The House of Seven Mabels is the latest Jane Jeffry mystery by Jill Churchill. If you’ve never read one, think Lucy and Ethel meet Agatha Christie and you'll have an idea of what’s in store. Jane Jeffry and her best friend Shelley Nowack manage to stumble over a body soon after they try their hand at something new; this time out it’s interior decorating.
An acquaintance, recently divorced Bitsy Burnside, is renovating a sprawling Victorian mansion with a crew of women tradespersons run by Sandy, an inept contractor who insists on calling all the women by the masculine version of their names. Churchill tackles the issue of feminism by throwing in every stereotype imaginable, and Jane muddles through each one as she tries to understand why in the world women would ever want to be carpenters and electricians. The theme of Jane’s bewilderment grows a bit tiring, considering that she’s a widow raising three children and solves murders in her spare time. That’s feminism with a capital “F.” But that’s not the only stereotype Churchill pulls into this story. There’s also a surly contractor named Joe Budley and Bitsy’s sleazy ex-husband Neville.
Luckily, the plot moves quickly enough in the beginning and a body is soon discovered in the basement. As always, trusty Detective Mel VanDyne is on the case, and it is soon revealed that the work site has been plagued by pranks. Initially the pranks are designed to sabotage the work, but are they tied to the murder? Who stands to gain from Sandy’s murder? Who would benefit from sabotaging the renovations? All will be revealed. Unfortunately, it takes too long.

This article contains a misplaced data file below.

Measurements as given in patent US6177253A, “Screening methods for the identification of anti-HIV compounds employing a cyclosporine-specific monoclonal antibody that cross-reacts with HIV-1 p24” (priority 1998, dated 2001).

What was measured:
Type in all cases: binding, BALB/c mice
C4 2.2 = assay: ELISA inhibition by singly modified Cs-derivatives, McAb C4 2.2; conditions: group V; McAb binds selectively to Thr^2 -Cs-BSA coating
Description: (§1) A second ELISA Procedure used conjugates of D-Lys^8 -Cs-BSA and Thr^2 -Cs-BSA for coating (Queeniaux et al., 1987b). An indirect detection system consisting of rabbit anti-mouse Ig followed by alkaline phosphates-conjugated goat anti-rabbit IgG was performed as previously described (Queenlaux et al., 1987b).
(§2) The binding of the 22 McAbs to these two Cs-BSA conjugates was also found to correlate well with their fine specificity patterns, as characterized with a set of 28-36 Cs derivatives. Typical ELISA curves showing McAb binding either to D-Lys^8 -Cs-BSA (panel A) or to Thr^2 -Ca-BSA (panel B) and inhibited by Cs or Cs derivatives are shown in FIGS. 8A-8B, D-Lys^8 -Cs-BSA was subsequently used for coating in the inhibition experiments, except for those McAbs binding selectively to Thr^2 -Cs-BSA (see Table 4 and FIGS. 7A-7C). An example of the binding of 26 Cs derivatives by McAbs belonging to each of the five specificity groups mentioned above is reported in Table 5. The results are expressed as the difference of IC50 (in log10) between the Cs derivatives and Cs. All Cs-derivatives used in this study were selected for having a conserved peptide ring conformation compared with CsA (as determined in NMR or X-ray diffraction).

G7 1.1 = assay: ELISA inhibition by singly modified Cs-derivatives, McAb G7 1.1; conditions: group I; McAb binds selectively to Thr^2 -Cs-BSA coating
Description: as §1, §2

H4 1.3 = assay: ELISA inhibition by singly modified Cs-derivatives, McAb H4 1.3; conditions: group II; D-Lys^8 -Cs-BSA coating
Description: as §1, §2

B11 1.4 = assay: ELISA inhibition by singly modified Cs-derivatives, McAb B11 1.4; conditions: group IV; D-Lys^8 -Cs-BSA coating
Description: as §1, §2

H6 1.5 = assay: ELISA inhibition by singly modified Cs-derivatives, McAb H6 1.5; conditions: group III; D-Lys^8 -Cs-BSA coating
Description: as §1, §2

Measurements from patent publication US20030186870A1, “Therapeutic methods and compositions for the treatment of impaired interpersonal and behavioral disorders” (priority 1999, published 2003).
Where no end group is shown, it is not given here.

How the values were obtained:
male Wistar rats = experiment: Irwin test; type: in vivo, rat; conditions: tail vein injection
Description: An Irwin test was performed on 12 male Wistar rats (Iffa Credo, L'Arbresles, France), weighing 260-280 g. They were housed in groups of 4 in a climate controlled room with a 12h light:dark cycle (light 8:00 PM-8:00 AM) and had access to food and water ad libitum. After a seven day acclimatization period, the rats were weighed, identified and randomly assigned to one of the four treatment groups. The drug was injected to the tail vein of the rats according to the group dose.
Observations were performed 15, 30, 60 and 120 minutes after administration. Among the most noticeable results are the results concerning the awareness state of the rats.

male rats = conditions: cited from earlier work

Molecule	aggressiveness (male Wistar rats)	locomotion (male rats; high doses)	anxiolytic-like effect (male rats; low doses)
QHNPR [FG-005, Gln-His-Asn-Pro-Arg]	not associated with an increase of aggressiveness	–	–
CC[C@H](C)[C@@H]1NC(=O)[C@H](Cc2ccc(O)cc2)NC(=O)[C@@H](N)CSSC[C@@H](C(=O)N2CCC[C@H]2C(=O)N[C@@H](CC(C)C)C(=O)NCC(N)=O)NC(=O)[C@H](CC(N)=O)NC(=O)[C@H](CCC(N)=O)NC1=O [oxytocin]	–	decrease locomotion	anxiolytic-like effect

Interest wanes in a chapter devoted solely to Jane’s computer purchases and her son Todd’s mathematical search for patterns in prime numbers. I kid you not. At the end I had the feeling Churchill had a publisher’s deadline to meet and I was disappointed with the way the murderer was revealed.
I had never read a Jill Churchill mystery, and to prepare for The House of Seven Mabels I read Mulch Ado About Nothing. To my dismay, I found that a patent figures prominently in each plot. I don’t know if Churchill always relies on a patent as a reason for murder, but the fact that she used it in two consecutive mysteries left me with a feeling of déjà vu all over again. Is there anything I liked about this book? Yes, two things: the title and Jane’s recipe for deviled ham – it’s quite good. Alright, I lied, I liked the Agatha Christie references, too. I also found myself more curious about the book Jane was writing than who killed Sandy. If you’ve never read a Jane Jeffry mystery, read Mulch Ado About Nothing or The House of Seven Mabels, but not both. If you’re already a fan, reread Mulch Ado About Nothing -- it has a better storyline, and the characters are deliciously over the top. This one is for diehard Churchill fans only.